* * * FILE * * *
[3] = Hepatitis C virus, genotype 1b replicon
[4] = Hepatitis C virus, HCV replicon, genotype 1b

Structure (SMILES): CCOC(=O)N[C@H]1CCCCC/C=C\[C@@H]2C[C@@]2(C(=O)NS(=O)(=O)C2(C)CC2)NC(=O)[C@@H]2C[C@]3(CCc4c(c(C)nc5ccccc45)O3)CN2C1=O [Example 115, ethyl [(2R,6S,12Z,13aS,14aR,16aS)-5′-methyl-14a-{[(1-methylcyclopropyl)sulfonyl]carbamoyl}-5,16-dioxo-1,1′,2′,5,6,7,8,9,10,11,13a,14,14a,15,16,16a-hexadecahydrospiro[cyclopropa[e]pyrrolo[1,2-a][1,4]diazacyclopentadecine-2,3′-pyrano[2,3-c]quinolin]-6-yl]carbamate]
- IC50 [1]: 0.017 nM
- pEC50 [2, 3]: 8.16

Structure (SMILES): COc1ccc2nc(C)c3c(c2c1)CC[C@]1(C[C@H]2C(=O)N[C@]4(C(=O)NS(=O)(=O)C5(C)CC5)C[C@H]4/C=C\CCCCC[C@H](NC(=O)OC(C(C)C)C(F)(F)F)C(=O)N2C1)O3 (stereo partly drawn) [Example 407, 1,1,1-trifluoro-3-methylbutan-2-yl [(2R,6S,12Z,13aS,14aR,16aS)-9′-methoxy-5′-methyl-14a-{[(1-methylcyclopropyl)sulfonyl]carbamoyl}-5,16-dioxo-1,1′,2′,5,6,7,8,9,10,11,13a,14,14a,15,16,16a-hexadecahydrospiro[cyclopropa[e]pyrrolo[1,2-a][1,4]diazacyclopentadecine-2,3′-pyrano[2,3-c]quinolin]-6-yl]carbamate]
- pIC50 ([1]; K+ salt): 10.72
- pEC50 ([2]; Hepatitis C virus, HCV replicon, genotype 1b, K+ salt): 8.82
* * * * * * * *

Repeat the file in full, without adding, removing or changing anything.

[3] = Hepatitis C virus, genotype 1b replicon
[4] = Hepatitis C virus, HCV replicon, genotype 1b

Structure (SMILES): CCOC(=O)N[C@H]1CCCCC/C=C\[C@@H]2C[C@@]2(C(=O)NS(=O)(=O)C2(C)CC2)NC(=O)[C@@H]2C[C@]3(CCc4c(c(C)nc5ccccc45)O3)CN2C1=O [Example 115, ethyl [(2R,6S,12Z,13aS,14aR,16aS)-5′-methyl-14a-{[(1-methylcyclopropyl)sulfonyl]carbamoyl}-5,16-dioxo-1,1′,2′,5,6,7,8,9,10,11,13a,14,14a,15,16,16a-hexadecahydrospiro[cyclopropa[e]pyrrolo[1,2-a][1,4]diazacyclopentadecine-2,3′-pyrano[2,3-c]quinolin]-6-yl]carbamate]
- IC50 [1]: 0.017 nM
- pEC50 [2, 3]: 8.16

Structure (SMILES): COc1ccc2nc(C)c3c(c2c1)CC[C@]1(C[C@H]2C(=O)N[C@]4(C(=O)NS(=O)(=O)C5(C)CC5)C[C@H]4/C=C\CCCCC[C@H](NC(=O)OC(C(C)C)C(F)(F)F)C(=O)N2C1)O3 (stereo partly drawn) [Example 407, 1,1,1-trifluoro-3-methylbutan-2-yl [(2R,6S,12Z,13aS,14aR,16aS)-9′-methoxy-5′-methyl-14a-{[(1-methylcyclopropyl)sulfonyl]carbamoyl}-5,16-dioxo-1,1′,2′,5,6,7,8,9,10,11,13a,14,14a,15,16,16a-hexadecahydrospiro[cyclopropa[e]pyrrolo[1,2-a][1,4]diazacyclopentadecine-2,3′-pyrano[2,3-c]quinolin]-6-yl]carbamate]
- pIC50 ([1]; K+ salt): 10.72
- pEC50 ([2]; Hepatitis C virus, HCV replicon, genotype 1b, K+ salt): 8.82